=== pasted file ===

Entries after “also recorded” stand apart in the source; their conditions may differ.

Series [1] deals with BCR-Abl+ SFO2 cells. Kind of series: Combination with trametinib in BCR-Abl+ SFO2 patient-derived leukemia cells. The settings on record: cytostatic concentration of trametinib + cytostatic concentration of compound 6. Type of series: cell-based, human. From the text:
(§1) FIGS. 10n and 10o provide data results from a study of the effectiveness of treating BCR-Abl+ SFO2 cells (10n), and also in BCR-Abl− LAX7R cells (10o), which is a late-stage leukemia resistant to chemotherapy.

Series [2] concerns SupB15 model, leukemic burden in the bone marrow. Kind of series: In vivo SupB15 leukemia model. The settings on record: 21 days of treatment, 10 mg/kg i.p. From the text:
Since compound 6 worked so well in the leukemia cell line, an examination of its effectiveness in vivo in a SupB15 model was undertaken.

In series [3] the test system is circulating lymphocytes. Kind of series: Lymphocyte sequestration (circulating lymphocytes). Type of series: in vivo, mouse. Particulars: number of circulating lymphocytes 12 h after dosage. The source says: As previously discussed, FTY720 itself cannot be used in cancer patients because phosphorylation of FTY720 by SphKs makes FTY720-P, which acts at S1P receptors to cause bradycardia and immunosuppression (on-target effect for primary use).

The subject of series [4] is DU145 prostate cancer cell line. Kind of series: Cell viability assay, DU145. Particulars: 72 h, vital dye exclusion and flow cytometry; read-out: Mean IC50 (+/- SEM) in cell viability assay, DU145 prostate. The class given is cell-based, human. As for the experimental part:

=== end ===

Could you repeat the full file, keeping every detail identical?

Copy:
Entries after “also recorded” stand apart in the source; their conditions may differ.

Series [1] deals with BCR-Abl+ SFO2 cells. Kind of series: Combination with trametinib in BCR-Abl+ SFO2 patient-derived leukemia cells. The settings on record: cytostatic concentration of trametinib + cytostatic concentration of compound 6. Type of series: cell-based, human. From the text:
(§1) FIGS. 10n and 10o provide data results from a study of the effectiveness of treating BCR-Abl+ SFO2 cells (10n), and also in BCR-Abl− LAX7R cells (10o), which is a late-stage leukemia resistant to chemotherapy.

Series [2] concerns SupB15 model, leukemic burden in the bone marrow. Kind of series: In vivo SupB15 leukemia model. The settings on record: 21 days of treatment, 10 mg/kg i.p. From the text:
Since compound 6 worked so well in the leukemia cell line, an examination of its effectiveness in vivo in a SupB15 model was undertaken.

In series [3] the test system is circulating lymphocytes. Kind of series: Lymphocyte sequestration (circulating lymphocytes). Type of series: in vivo, mouse. Particulars: number of circulating lymphocytes 12 h after dosage. The source says: As previously discussed, FTY720 itself cannot be used in cancer patients because phosphorylation of FTY720 by SphKs makes FTY720-P, which acts at S1P receptors to cause bradycardia and immunosuppression (on-target effect for primary use).

The subject of series [4] is DU145 prostate cancer cell line. Kind of series: Cell viability assay, DU145. Particulars: 72 h, vital dye exclusion and flow cytometry; read-out: Mean IC50 (+/- SEM) in cell viability assay, DU145 prostate. The class given is cell-based, human. As for the experimental part: